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OECD Employment Outlook 2014: Austerity and the wrong structural reform policies impede growth and employment creation


A key lesson that policymakers and governments must draw from the findings of the OECD Employment Outlook 2014 is that in a context of weak aggregate demand and disappointing job creation in most economies, austerity policies and supply-side interventions are failing to boost growth and employment. Governments should increase public investment in infrastructure to support aggregate demand, and boost employment in the short-term while mitigating the adverse consequences of long-term unemployment”, said John Evans, TUAC General Secretary, in Paris on the occasion of the launch of OECD Employment Outlook 2014.

He added that “raising the minimum wage and increasing the share of wages through collective bargaining would definitely help support demand, and in the current situation also help job creation”.

The OECD Employment Outlook 2014 shows that there is a massive jobs gap as many OECD countries experience only a modest reduction in the unemployment rate, while others are faced with a further increase in unemployment. To compare country data, click here.

Prospects are alarming: the difference between the current employment rate and its level at the beginning of the crisis is projected to improve only modestly. Across the OECD, it is expected to narrow to 1.3 percentage points by the end of 2015. That would leave the OECD area with an unemployment rate of 7.1 per cent by the end of 2015, down from 7.7 per cent in 2013.

The substantial increase in long-term unemployment across the OECD shows that the jobs recovery is stalled. Over  one in three unemployed workers had been out of work for 12 months or more; this corresponds to 16.7 million workers – which is almost twice as much as at the onset of the crisis” said Evans. The Employment Outlook attributes the substantial decline in the prospects of the unemployed finding a job to cyclical factors and importantly remarks that “promoting aggregate demand and job creation remains a key policy priority going forward.”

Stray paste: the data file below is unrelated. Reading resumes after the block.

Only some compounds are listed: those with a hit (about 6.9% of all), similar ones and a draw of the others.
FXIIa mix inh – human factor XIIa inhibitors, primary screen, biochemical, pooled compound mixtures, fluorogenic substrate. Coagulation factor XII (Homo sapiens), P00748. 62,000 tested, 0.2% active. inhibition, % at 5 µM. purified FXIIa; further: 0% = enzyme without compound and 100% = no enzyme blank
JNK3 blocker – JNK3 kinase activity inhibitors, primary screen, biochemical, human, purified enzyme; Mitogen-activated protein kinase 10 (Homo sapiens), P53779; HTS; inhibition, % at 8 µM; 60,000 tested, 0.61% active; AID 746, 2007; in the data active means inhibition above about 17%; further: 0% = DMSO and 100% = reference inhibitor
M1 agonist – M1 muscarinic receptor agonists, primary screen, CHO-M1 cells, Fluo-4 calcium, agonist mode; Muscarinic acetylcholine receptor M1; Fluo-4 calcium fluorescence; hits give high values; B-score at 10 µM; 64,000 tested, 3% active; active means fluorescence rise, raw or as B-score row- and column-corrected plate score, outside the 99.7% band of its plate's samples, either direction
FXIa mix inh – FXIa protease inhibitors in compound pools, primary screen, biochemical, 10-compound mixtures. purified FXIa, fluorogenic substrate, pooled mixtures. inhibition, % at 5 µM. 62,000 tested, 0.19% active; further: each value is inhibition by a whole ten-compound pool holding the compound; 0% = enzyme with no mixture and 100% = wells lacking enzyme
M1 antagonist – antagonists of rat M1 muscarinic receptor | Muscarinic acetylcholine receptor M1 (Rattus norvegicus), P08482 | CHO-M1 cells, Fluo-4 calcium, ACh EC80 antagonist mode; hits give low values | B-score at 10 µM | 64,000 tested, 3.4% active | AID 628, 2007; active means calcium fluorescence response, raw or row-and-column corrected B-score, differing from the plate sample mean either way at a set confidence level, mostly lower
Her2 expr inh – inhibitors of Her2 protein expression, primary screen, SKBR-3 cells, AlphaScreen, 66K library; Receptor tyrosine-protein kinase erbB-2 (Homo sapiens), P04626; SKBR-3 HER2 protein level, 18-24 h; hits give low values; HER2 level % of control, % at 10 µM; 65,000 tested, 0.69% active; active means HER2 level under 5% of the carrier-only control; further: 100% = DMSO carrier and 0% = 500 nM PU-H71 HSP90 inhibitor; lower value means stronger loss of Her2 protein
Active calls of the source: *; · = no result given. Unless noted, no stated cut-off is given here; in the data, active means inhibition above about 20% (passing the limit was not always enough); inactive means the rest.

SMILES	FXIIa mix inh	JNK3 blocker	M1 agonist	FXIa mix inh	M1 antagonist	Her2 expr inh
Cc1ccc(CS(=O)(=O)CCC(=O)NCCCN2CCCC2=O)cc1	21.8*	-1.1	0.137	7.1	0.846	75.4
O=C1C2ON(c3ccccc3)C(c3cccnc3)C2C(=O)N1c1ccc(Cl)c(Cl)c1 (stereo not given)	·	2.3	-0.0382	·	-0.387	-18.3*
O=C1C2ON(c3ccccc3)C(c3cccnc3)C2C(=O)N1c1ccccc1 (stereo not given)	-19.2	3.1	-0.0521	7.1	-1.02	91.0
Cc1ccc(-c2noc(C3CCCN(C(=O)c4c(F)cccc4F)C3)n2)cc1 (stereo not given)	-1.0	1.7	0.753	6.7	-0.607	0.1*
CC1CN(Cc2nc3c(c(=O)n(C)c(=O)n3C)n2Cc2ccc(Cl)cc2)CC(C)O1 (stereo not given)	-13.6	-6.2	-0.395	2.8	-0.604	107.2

The OECD analysis also reveals that cutting wages does not translate into an increase in employment. According to a more detailed analysis based on micro-data from 19 countries, one in two workers has experienced cuts in real wages. Half of those who experienced such cuts also saw their nominal wage compensation fall. The Employment Outlook notes that this has led to hardship and social distress, in particular for low-skilled and low-paid workers.

Evans commented “the OECD report is right in arguing that further cuts in wages will do little to create jobs, while increasing the risk of poverty and depressing aggregate demand. Further increases in income inequality are unacceptable, the world’s working population needs a pay raise”.

Key findings of the Outlook confirm that policies – which the global labour movement are  is calling for – such as robust minimum wages, progressive taxation and in-work benefits can help sharing the costs of economic adjustment in a more fair and just manner.

A L20 delegation will be making this case at the meeting of G20 Labour and Employment Ministers’ in Melbourne on September 10.

We will post a longer analysis on the Outlook on this page shortly.

For more information on the Employment Outlook and detailed  country notes, see  www.oecd.org/employment/outlook.